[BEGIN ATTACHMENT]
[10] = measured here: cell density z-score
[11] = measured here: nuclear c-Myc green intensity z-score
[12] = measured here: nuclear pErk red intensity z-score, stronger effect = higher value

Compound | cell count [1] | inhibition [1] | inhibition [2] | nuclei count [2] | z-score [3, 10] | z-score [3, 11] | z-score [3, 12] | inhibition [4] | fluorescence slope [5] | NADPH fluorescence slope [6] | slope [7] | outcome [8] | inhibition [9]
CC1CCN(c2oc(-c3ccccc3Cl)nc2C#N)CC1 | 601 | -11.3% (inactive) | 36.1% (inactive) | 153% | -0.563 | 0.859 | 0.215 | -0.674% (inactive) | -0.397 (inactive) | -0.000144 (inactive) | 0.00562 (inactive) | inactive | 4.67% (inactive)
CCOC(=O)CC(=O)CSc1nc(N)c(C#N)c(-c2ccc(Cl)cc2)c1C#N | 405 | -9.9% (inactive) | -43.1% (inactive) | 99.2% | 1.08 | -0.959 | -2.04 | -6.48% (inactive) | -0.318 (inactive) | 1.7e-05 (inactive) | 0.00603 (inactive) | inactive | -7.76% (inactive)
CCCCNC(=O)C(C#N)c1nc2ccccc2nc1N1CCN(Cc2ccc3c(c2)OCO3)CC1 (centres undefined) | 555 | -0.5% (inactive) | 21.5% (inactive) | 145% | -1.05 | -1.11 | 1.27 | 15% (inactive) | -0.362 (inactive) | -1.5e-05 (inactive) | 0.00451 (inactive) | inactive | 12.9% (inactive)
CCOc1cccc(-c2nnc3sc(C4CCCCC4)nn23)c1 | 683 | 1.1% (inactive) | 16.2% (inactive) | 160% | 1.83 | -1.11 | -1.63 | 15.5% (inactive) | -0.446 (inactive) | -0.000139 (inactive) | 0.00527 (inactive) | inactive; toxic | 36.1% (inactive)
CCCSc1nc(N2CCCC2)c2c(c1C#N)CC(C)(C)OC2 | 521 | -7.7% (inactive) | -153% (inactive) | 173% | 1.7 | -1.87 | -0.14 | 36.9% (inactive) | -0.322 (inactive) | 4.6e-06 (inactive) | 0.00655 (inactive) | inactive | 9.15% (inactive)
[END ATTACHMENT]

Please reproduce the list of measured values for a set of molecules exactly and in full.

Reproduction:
[10] = measured here: cell density z-score
[11] = measured here: nuclear c-Myc green intensity z-score
[12] = measured here: nuclear pErk red intensity z-score, stronger effect = higher value

Compound | cell count [1] | inhibition [1] | inhibition [2] | nuclei count [2] | z-score [3, 10] | z-score [3, 11] | z-score [3, 12] | inhibition [4] | fluorescence slope [5] | NADPH fluorescence slope [6] | slope [7] | outcome [8] | inhibition [9]
CC1CCN(c2oc(-c3ccccc3Cl)nc2C#N)CC1 | 601 | -11.3% (inactive) | 36.1% (inactive) | 153% | -0.563 | 0.859 | 0.215 | -0.674% (inactive) | -0.397 (inactive) | -0.000144 (inactive) | 0.00562 (inactive) | inactive | 4.67% (inactive)
CCOC(=O)CC(=O)CSc1nc(N)c(C#N)c(-c2ccc(Cl)cc2)c1C#N | 405 | -9.9% (inactive) | -43.1% (inactive) | 99.2% | 1.08 | -0.959 | -2.04 | -6.48% (inactive) | -0.318 (inactive) | 1.7e-05 (inactive) | 0.00603 (inactive) | inactive | -7.76% (inactive)
CCCCNC(=O)C(C#N)c1nc2ccccc2nc1N1CCN(Cc2ccc3c(c2)OCO3)CC1 (centres undefined) | 555 | -0.5% (inactive) | 21.5% (inactive) | 145% | -1.05 | -1.11 | 1.27 | 15% (inactive) | -0.362 (inactive) | -1.5e-05 (inactive) | 0.00451 (inactive) | inactive | 12.9% (inactive)
CCOc1cccc(-c2nnc3sc(C4CCCCC4)nn23)c1 | 683 | 1.1% (inactive) | 16.2% (inactive) | 160% | 1.83 | -1.11 | -1.63 | 15.5% (inactive) | -0.446 (inactive) | -0.000139 (inactive) | 0.00527 (inactive) | inactive; toxic | 36.1% (inactive)
CCCSc1nc(N2CCCC2)c2c(c1C#N)CC(C)(C)OC2 | 521 | -7.7% (inactive) | -153% (inactive) | 173% | 1.7 | -1.87 | -0.14 | 36.9% (inactive) | -0.322 (inactive) | 4.6e-06 (inactive) | 0.00655 (inactive) | inactive | 9.15% (inactive)